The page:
• Marketing: Shopify has advanced marketing capabilities like SEO optimization, loyalty programs, discounts, gift cards, social media integration and more.

  • Shopify App Store: The Shopify App Store has over 7,000 apps (everything from dropshipping to email marketing) that you can download to extend the functionality of your store.

  • Customer support: Shopify offers its users 24/7 support, as well as access to its help center, discussion forums and e-commerce university.

The exact features that are included with Shopify ultimately depend on your subscription plan, which you’ll see broken down in the photo below.

Source: Shopify


Similar to Shopify, Magento is known for the impressive list of features included with its platform. Here are a few highlights:

  • Instant checkout: In addition to your general shopping cart capabilities, Magento offers an instant checkout, which allows users to quickly and easily checkout on one page.

  • Site management: Magento has advanced site-management abilities, allowing you to control multiple websites and stores from one admin, as well as create, preview and schedule content updates.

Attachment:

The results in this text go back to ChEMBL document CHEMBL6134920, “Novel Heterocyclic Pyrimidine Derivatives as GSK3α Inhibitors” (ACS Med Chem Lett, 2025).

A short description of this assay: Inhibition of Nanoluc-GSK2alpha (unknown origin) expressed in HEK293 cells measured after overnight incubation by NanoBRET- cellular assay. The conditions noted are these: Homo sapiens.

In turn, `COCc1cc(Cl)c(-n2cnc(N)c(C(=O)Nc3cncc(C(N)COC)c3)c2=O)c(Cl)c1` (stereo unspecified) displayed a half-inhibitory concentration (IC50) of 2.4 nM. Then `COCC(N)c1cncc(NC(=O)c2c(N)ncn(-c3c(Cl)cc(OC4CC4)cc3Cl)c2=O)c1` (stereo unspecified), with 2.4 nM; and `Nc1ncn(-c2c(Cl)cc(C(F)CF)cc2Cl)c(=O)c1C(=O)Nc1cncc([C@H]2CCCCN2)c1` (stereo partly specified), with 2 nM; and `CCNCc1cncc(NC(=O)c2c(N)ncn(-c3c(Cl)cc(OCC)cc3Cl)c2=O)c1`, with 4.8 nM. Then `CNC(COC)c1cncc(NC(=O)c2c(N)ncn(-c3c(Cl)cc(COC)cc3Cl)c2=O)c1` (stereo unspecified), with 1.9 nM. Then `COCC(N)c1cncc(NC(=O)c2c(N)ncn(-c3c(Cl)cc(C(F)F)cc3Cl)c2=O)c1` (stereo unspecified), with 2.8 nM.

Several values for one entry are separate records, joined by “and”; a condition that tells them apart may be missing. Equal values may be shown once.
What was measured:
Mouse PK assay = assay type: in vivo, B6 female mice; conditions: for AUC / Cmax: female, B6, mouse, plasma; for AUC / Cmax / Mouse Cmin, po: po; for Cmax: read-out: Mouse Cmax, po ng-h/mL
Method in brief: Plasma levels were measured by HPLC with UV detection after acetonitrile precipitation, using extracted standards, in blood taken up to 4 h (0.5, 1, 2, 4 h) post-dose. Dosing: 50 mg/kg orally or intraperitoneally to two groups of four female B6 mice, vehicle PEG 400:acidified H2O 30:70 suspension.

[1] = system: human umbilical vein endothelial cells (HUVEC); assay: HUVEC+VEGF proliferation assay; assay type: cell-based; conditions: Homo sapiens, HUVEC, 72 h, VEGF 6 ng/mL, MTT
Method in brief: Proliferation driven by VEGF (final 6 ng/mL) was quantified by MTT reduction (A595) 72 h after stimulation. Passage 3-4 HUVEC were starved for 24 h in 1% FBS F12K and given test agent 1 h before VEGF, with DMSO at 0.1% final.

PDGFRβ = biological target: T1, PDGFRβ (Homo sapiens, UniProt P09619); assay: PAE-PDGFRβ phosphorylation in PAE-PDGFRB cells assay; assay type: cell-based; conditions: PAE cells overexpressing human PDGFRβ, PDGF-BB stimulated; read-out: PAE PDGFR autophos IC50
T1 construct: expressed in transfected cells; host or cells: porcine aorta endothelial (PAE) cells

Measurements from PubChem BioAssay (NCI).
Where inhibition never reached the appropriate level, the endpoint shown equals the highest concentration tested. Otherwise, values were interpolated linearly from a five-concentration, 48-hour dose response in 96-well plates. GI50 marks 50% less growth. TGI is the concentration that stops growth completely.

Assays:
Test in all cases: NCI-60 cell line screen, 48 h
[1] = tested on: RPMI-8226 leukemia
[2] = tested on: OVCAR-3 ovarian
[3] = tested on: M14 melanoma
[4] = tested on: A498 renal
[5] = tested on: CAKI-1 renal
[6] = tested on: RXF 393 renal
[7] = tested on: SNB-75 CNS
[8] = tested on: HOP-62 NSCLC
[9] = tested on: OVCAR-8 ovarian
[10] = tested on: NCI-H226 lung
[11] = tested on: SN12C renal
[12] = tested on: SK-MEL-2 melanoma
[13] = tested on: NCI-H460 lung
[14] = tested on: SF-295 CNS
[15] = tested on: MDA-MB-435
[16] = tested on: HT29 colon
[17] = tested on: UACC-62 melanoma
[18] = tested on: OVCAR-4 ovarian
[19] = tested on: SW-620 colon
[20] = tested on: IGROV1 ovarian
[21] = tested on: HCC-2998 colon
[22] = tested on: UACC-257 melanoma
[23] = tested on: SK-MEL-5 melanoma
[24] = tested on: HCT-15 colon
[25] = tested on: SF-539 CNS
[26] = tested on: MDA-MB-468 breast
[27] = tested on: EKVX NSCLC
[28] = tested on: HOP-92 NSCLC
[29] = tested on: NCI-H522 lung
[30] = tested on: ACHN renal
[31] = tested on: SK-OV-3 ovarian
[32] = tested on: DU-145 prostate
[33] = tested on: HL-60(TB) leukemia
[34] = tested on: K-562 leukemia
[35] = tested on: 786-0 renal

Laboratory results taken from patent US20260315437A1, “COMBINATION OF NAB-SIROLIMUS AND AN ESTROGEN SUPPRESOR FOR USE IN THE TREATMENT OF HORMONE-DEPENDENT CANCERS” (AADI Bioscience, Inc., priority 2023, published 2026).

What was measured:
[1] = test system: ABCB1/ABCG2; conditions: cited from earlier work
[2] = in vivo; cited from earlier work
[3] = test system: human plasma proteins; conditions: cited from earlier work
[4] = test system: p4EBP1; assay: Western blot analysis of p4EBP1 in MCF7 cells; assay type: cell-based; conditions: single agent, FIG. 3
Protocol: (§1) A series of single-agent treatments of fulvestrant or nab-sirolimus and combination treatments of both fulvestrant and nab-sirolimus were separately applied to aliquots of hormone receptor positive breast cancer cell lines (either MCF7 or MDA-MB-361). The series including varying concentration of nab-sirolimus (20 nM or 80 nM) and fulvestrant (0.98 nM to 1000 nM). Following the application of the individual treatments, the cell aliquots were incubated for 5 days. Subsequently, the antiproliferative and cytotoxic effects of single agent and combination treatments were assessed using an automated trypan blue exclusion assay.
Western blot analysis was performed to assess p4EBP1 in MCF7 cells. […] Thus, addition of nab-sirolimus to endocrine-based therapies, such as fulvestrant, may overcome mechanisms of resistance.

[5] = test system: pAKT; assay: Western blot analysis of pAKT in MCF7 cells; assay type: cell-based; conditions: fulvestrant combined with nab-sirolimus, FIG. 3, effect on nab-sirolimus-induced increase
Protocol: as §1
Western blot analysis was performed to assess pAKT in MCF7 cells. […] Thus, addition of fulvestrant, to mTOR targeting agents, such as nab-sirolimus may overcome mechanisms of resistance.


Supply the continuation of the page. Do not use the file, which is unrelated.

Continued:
• Payment processing: Magento works with common payment gateways like PayPal and Braintree and has integrations with over 300 more, including international gateways.

  • Reporting: Magento’s platform includes 100 predefined reports, nine reporting dashboards, as well as the ability for you to create and edit your own reports.

  • Customer development: Magento gives you numerous ways to engage and support your customers like guest or login checkout, email marketing campaigns, coupons, promotions, product wishlists and a gift wrapping option.

  • International commerce: In addition to working with international payment gateways, Magento allows you to manage multiple country sites from the same store or environment. With Magento, you can also support multiple currencies, languages and tax rates (including EU fixed product taxes).

  • Add-ons: The Magento Marketplace offers over 4,500 different add-ons and extensions that can be downloaded to improve your store functionality.

Just as the capabilities differ between Shopify’s subscription, however, the same is true for Magento Commerce vs. Magento Open Source. The chart below shows some of the main differences between Magento’s two offerings. As you’ll see, Magento Commerce offers many more included features.

Source: Magento